Fermented papaya is also receiving attention as a nutraceutical with anti-inflammatory, immunomodulatory, anticancer and antioxidant properties. Due to its potential to reduce oxidative stress, it may be useful for Alzheimer’s disease and other neurodegenerative disorders, allergic disease, cancer and antiaging support.14

In one study, individuals who ate fermented papaya for six months experienced a significant reduction in one biomarker of oxidative stress damage to DNA, increased aging and the development of cancer.15

Further, fermenting dietary fibers from papaya also leads to the production of short-chain fatty acids (SCFAs), which play a role in building the gut barrier, making it less permeable to disease-causing microorganisms.16 Fermented papaya preparations have even been found to favorably modulate gut microbiota in older adults receiving their nutrition from feeding tubes.17

With both anti-inflammatory and immune-modulatory properties, fermented papaya preparations contain both prebiotics and probiotics, and may help stimulate the immune system in the colon.18

What Else Is Papaya Good For?

Beyond gut health, papaya exerts a number of additional beneficial effects on human health. Papaya leaf extract, for instance, significantly increased platelet and red blood cell counts in an animal study,19 while papain may have antiobesity effects.

In a study on obese mice, papain reduced body weight, lipid accumulation and inflammation, with the team concluding, “Collectively, these results suggest that papain exerts anti-obesity effects … by regulating levels of adipogenic factors involved in lipid metabolism and inflammation; thus, it could be useful in the prevention and treatment of obesity.”20 They continued:

“As a popular folk remedy, papain was used to reduce pain, inflammation, infection, swelling, diarrhea, and allergies, in addition to improving digestion. It is also known for its wound healing properties, antibacterial activity, and exhibits inhibitory effects on platelet activation, monocyte-platelet aggregate formation, strongyloidiasis, atherosclerosis and peritoneal adhesion.”

Papaya also shows promise for diabetes. Supplementation with fermented papaya preparation for 14 weeks led to improvements in several organs affected by oxidative stress during diabetes. Levels of C-reactive protein significantly decreased, while the LDL/HDL ratio was also affected. The study’s authors, from the University of Mauritius, explained:21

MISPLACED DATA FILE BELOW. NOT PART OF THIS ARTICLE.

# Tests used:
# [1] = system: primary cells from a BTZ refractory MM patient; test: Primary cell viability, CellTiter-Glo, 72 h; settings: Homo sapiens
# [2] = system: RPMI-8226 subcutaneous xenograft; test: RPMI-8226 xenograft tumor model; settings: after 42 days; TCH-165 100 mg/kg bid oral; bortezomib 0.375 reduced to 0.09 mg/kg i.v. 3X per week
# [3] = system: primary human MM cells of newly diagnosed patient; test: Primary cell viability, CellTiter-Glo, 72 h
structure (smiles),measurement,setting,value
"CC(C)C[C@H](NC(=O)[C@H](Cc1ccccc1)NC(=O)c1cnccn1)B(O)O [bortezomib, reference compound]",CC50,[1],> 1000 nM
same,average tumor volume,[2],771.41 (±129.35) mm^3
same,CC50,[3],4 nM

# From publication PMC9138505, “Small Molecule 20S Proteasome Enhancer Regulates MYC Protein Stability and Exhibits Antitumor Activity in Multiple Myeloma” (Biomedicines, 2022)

“FPP® [fermented papaya preparation] may present a novel, economically feasible nutraceutical supplement for the management of diabetes and for those at risk for cardiovascular disease, neurological disease and other conditions worsened by overt inflammation and oxidative stress.”

Papaya’s anticancer effects are also being explored. In one study of 14 plants foods, only papaya extract had a significant antiproliferative effect against breast cancer cells.22

Papaya extract has been explored for the treatment of breast, liver, blood, pancreas, skin, prostate and colon cancers,23 while Memorial Sloan Kettering Cancer Center explains, “Papaya leaf extract modulates the immune system by enhancing the production of Th1 cytokines such as interleukin-12, interferon-gamma, and tumor necrosis factor-alpha.”24

Extracts from the black seeds of ripe papaya have also been found to have anticancer effects on prostate cancer cells, leading to significantly decreased proliferation.25

How to Pick a Papaya

Papaya is a high-risk crop in terms of genetic engineering, as a GMO variety is widely available.26 So, it’s important to seek out organic papaya, not only to avoid exposure to pesticides but also because genetically engineered papaya is widespread.

Look for a papaya that is slightly green to yellow. It will ripen to maturity in your home, out of the refrigerator, in two to three days. A fully ripe papaya is bright yellow and the flesh should be soft to the touch. Avoid fruit that’s overly soft at the store or has areas that are bruised or damaged.

Once fully ripened, you can store papaya in your refrigerator in a plastic bag for up to seven days before it will become overripe and likely too soft to eat. Another method is to ripen the fruit in a brown paper bag on your counter. This traps the ethylene gas produced during the ripening process and helps the fruit to ripen more quickly. Keep the bag away from heat, however, as this will cause the papaya to rot instead of ripen.

Once ripe, the fruit can be peeled, seeded, cut into wedges and served as you would a cantaloupe. If you like, leave a few seeds attached to add a peppery flavor. Papaya tastes best when it’s cold, so keep it refrigerated for best results.

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Dr. Mercola has always been passionate about helping preserve and enhance the health of the global community. As a doctor of osteopathic medicine (DO), he takes a “whole-person” approach to wellness, helping you develop attitudes and lifestyles that can help you Take Control of Your Health. By sharing valuable knowledge about holistic medicine, regenerative practices and informed consent principles, he has become the most trusted source for natural health information, with a legacy of promoting sustainability and transparency. CREDENTIALS Dr. Mercola is an osteopathic physician who, similar to MDs, finished four years of basic clinical sciences and successfully completed licensing exams. Hence, he is fully licensed to prescribe medication and perform surgery in all 50 states. Also a board-certified family physician, he served as the chairman of the family medicine department at St. Alexius Medical Center for five years. Moreover, he has written over 30 scientific studies and reports published in medical journals and publications. With his written contributions and extensive experience in patient care, he was granted fellowship status by the American College of Nutrition (ACN) in October 2012. Connect with Dr. Mercola at